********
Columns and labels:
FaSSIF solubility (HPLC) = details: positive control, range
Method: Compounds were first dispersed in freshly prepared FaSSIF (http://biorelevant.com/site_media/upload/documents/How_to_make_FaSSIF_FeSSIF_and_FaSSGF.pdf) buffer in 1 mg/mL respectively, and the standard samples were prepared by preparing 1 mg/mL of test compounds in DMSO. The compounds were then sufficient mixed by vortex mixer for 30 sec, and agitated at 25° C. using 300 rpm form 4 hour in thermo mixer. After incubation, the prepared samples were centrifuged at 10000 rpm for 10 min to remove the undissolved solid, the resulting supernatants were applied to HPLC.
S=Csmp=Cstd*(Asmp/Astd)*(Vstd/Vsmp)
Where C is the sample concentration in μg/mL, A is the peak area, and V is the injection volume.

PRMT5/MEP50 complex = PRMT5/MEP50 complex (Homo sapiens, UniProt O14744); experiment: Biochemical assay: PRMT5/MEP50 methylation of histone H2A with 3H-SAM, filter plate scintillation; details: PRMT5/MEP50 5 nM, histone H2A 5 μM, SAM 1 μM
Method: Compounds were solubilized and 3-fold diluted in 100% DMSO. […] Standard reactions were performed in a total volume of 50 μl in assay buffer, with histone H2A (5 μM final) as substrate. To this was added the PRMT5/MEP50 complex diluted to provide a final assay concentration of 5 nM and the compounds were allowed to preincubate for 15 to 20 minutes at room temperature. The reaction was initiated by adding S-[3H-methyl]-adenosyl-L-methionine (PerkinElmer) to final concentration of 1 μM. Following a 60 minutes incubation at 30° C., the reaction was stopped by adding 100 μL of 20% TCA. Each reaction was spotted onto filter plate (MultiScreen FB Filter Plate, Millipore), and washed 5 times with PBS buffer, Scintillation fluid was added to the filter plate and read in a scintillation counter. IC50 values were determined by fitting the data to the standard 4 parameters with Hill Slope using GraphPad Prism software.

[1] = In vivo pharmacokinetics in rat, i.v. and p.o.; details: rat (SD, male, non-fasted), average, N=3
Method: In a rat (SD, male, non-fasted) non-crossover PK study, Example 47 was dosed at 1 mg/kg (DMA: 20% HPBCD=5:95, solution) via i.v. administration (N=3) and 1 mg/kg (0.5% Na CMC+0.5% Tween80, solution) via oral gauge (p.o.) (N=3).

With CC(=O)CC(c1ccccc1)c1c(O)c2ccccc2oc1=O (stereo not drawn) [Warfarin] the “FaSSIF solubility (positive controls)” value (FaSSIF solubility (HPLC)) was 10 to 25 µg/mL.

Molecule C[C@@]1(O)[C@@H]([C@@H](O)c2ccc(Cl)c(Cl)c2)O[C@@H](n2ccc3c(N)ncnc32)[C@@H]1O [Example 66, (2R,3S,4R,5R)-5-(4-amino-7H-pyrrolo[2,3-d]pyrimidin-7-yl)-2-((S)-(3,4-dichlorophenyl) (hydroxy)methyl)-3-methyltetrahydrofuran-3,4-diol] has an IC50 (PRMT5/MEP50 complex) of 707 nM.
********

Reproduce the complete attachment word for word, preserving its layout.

Columns and labels:
FaSSIF solubility (HPLC) = details: positive control, range
Method: Compounds were first dispersed in freshly prepared FaSSIF (http://biorelevant.com/site_media/upload/documents/How_to_make_FaSSIF_FeSSIF_and_FaSSGF.pdf) buffer in 1 mg/mL respectively, and the standard samples were prepared by preparing 1 mg/mL of test compounds in DMSO. The compounds were then sufficient mixed by vortex mixer for 30 sec, and agitated at 25° C. using 300 rpm form 4 hour in thermo mixer. After incubation, the prepared samples were centrifuged at 10000 rpm for 10 min to remove the undissolved solid, the resulting supernatants were applied to HPLC.
S=Csmp=Cstd*(Asmp/Astd)*(Vstd/Vsmp)
Where C is the sample concentration in μg/mL, A is the peak area, and V is the injection volume.

PRMT5/MEP50 complex = PRMT5/MEP50 complex (Homo sapiens, UniProt O14744); experiment: Biochemical assay: PRMT5/MEP50 methylation of histone H2A with 3H-SAM, filter plate scintillation; details: PRMT5/MEP50 5 nM, histone H2A 5 μM, SAM 1 μM
Method: Compounds were solubilized and 3-fold diluted in 100% DMSO. […] Standard reactions were performed in a total volume of 50 μl in assay buffer, with histone H2A (5 μM final) as substrate. To this was added the PRMT5/MEP50 complex diluted to provide a final assay concentration of 5 nM and the compounds were allowed to preincubate for 15 to 20 minutes at room temperature. The reaction was initiated by adding S-[3H-methyl]-adenosyl-L-methionine (PerkinElmer) to final concentration of 1 μM. Following a 60 minutes incubation at 30° C., the reaction was stopped by adding 100 μL of 20% TCA. Each reaction was spotted onto filter plate (MultiScreen FB Filter Plate, Millipore), and washed 5 times with PBS buffer, Scintillation fluid was added to the filter plate and read in a scintillation counter. IC50 values were determined by fitting the data to the standard 4 parameters with Hill Slope using GraphPad Prism software.

[1] = In vivo pharmacokinetics in rat, i.v. and p.o.; details: rat (SD, male, non-fasted), average, N=3
Method: In a rat (SD, male, non-fasted) non-crossover PK study, Example 47 was dosed at 1 mg/kg (DMA: 20% HPBCD=5:95, solution) via i.v. administration (N=3) and 1 mg/kg (0.5% Na CMC+0.5% Tween80, solution) via oral gauge (p.o.) (N=3).

With CC(=O)CC(c1ccccc1)c1c(O)c2ccccc2oc1=O (stereo not drawn) [Warfarin] the “FaSSIF solubility (positive controls)” value (FaSSIF solubility (HPLC)) was 10 to 25 µg/mL.

Molecule C[C@@]1(O)[C@@H]([C@@H](O)c2ccc(Cl)c(Cl)c2)O[C@@H](n2ccc3c(N)ncnc32)[C@@H]1O [Example 66, (2R,3S,4R,5R)-5-(4-amino-7H-pyrrolo[2,3-d]pyrimidin-7-yl)-2-((S)-(3,4-dichlorophenyl) (hydroxy)methyl)-3-methyltetrahydrofuran-3,4-diol] has an IC50 (PRMT5/MEP50 complex) of 707 nM.